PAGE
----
According to the Multiple Sclerosis Society of Germany, around 2.5 million people worldwide have MS. The latest projections indicate that some 130,000 sufferers live in Germany; around 2,500 people are diagnosed with the disease each year.

Excitability decreasing central motor plasticity is retained in multiple sclerosis patients. Daniel Zeller, Su-Yin Dang, David Weise, Peter Rieckmann, Klaus V Toyka, Joseph Classen. BMC Neurology 2012, 12:92 doi:10.1186/1471-2377-12-92

Contact
Dr. Daniel Zeller, T: +49 (0)931 201-23115,
e-mail: Zeller_D@klinik.uni-wuerzburg.de

Gunnar Bartsch | idw
Further information:
http://www.uni-wuerzburg.de

More articles from Health and Medicine:

nachricht Finnish research group discovers a new immune system regulator
23.02.2018 | University of Turku

nachricht Minimising risks of transplants
22.02.2018 | Friedrich-Alexander-Universität Erlangen-Nürnberg

All articles from Health and Medicine >>>

The most recent press releases about innovation >>>

Die letzten 5 Focus-News des innovations-reports im Überblick:

Im Focus: Attoseconds break into atomic interior

A newly developed laser technology has enabled physicists in the Laboratory for Attosecond Physics (jointly run by LMU Munich and the Max Planck Institute of Quantum Optics) to generate attosecond bursts of high-energy photons of unprecedented intensity. This has made it possible to observe the interaction of multiple photons in a single such pulse with electrons in the inner orbital shell of an atom.

In order to observe the ultrafast electron motion in the inner shells of atoms with short light pulses, the pulses must not only be ultrashort, but very...

Im Focus: Good vibrations feel the force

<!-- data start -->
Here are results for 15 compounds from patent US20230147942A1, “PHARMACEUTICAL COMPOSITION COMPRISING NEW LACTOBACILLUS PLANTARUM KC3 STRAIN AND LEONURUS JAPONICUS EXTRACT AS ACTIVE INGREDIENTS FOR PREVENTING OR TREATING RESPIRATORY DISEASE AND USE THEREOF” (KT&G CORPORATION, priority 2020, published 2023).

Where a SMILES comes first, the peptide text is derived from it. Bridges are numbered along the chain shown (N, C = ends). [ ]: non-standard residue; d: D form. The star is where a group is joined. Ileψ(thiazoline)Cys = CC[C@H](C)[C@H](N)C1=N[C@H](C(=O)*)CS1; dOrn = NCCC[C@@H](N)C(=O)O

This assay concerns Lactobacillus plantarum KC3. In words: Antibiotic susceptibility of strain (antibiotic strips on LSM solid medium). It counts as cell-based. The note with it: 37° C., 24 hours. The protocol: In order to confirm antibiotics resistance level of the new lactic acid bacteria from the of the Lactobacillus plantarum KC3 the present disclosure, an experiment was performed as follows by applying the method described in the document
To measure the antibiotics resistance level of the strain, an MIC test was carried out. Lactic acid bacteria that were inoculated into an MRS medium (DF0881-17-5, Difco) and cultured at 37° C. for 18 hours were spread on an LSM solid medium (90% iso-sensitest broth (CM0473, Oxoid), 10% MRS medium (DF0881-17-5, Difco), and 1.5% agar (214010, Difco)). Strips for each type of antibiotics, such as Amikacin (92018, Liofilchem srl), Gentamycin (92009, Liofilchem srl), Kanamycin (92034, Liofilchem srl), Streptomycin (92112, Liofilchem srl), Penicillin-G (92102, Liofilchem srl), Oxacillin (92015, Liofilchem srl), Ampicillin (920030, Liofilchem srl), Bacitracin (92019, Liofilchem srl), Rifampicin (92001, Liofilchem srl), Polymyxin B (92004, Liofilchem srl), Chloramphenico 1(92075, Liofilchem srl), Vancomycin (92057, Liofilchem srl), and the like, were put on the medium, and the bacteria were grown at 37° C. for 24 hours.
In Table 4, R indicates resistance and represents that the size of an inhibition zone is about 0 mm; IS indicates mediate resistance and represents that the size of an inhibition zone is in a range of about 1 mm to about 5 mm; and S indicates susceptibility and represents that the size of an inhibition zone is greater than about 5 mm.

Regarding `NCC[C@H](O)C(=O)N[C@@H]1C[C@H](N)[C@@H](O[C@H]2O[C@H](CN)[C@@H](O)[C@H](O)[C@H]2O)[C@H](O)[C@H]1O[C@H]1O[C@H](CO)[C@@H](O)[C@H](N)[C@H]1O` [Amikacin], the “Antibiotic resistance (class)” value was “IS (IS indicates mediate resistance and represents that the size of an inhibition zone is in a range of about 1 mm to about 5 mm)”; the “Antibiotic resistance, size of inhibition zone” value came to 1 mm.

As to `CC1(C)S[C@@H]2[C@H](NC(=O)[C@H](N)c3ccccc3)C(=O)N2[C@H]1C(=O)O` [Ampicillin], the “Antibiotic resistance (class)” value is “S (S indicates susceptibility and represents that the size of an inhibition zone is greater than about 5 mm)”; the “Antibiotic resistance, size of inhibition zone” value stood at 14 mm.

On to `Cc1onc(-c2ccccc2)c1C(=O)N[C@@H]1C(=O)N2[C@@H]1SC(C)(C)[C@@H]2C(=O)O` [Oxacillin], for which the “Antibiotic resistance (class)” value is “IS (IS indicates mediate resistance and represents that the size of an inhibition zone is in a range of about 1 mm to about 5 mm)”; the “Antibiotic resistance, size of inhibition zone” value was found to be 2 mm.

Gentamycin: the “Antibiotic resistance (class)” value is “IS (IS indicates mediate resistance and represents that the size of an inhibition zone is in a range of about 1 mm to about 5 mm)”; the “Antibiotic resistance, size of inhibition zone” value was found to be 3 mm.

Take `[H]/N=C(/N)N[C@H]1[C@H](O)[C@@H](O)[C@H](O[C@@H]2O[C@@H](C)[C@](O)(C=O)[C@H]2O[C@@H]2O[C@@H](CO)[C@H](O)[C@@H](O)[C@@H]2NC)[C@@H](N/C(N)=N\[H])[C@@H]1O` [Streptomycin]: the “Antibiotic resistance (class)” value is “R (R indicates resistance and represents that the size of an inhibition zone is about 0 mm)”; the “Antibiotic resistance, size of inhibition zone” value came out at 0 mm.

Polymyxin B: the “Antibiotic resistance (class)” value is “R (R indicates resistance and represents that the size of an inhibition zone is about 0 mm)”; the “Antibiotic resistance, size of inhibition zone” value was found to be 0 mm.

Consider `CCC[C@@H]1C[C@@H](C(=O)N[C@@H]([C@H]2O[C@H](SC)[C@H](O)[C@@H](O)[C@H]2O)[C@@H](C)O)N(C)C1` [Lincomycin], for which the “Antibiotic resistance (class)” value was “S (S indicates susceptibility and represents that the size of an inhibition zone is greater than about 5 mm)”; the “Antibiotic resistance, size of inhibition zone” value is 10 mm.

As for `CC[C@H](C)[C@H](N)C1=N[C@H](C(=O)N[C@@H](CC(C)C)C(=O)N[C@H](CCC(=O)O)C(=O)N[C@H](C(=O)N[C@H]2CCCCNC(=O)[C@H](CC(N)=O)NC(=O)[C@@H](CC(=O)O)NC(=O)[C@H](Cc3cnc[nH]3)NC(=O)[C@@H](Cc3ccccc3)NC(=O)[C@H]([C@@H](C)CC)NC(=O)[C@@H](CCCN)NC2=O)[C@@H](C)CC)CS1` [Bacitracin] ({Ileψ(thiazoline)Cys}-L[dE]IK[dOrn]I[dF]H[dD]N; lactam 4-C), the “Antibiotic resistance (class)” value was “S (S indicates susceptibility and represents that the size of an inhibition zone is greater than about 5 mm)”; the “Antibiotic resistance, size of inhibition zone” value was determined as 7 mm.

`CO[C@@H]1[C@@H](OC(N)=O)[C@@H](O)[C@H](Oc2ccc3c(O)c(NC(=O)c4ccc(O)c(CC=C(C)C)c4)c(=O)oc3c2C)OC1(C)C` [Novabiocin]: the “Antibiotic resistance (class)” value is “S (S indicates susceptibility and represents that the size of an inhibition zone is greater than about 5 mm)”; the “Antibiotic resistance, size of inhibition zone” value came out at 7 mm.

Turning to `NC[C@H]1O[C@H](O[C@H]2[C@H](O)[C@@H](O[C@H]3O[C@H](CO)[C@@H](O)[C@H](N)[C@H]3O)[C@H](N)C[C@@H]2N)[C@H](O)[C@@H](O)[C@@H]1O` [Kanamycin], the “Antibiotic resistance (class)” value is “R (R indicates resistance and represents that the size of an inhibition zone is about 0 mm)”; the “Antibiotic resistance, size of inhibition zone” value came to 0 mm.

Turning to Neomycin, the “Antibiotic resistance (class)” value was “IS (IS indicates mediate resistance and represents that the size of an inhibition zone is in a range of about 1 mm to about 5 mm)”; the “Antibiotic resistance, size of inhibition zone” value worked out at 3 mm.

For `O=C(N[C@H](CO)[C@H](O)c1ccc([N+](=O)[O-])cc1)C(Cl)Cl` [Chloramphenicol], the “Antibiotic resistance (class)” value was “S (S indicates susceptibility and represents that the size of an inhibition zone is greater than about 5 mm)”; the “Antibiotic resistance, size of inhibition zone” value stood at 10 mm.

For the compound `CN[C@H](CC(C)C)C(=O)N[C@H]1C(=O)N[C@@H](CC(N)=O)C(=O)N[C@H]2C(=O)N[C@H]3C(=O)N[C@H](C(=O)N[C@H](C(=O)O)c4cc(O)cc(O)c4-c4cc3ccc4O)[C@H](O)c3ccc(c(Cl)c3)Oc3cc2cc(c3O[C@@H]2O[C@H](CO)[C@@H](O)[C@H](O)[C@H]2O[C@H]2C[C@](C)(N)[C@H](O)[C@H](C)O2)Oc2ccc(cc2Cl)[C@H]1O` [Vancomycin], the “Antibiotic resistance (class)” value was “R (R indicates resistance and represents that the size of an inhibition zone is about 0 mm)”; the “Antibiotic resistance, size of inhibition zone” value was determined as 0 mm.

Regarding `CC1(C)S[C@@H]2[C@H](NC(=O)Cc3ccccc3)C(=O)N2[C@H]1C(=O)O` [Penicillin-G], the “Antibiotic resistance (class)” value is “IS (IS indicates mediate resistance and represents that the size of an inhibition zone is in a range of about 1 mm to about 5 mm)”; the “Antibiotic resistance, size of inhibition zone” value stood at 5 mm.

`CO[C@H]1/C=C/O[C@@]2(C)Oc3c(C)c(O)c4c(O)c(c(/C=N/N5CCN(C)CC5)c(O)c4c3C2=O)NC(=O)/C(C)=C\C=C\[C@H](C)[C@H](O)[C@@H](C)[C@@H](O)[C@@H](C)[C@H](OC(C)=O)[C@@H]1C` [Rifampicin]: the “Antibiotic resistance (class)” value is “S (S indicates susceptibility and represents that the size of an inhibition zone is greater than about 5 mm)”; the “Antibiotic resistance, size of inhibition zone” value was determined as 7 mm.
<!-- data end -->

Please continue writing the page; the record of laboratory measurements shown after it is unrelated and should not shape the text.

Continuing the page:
A group of researchers led by Andrea Cavalleri at the Max Planck Institute for Structure and Dynamics of Matter (MPSD) in Hamburg has demonstrated a new method enabling precise measurements of the interatomic forces that hold crystalline solids together. The paper Probing the Interatomic Potential of Solids by Strong-Field Nonlinear Phononics, published online in Nature, explains how a terahertz-frequency laser pulse can drive very large deformations of the crystal.

By measuring the highly unusual atomic trajectories under extreme electromagnetic transients, the MPSD group could reconstruct how rigid the atomic bonds are...

Im Focus: Developing reliable quantum computers

International research team makes important step on the path to solving certification problems

Quantum computers may one day solve algorithmic problems which even the biggest supercomputers today can’t manage. But how do you test a quantum computer to...

Im Focus: In best circles: First integrated circuit from self-assembled polymer

For the first time, a team of researchers at the Max-Planck Institute (MPI) for Polymer Research in Mainz, Germany, has succeeded in making an integrated circuit (IC) from just a monolayer of a semiconducting polymer via a bottom-up, self-assembly approach.

In the self-assembly process, the semiconducting polymer arranges itself into an ordered monolayer in a transistor. The transistors are binary switches used...

Im Focus: Demonstration of a single molecule piezoelectric effect

Breakthrough provides a new concept of the design of molecular motors, sensors and electricity generators at nanoscale

Researchers from the Institute of Organic Chemistry and Biochemistry of the CAS (IOCB Prague), Institute of Physics of the CAS (IP CAS) and Palacký University...

All Focus news of the innovation-report >>>

Anzeige

Anzeige

VideoLinks
Industry & Economy
Event News

2nd International Conference on High Temperature Shape Memory Alloys (HTSMAs)

15.02.2018 | Event News

Aachen DC Grid Summit 2018

13.02.2018 | Event News

How Global Climate Policy Can Learn from the Energy Transition

12.02.2018 | Event News

 
Latest News

Basque researchers turn light upside down

23.02.2018 | Physics and Astronomy

Finnish research group discovers a new immune system regulator

23.02.2018 | Health and Medicine

Attoseconds break into atomic interior

23.02.2018 | Physics and Astronomy

VideoLinks
Science & Research
Overview of more VideoLinks >>>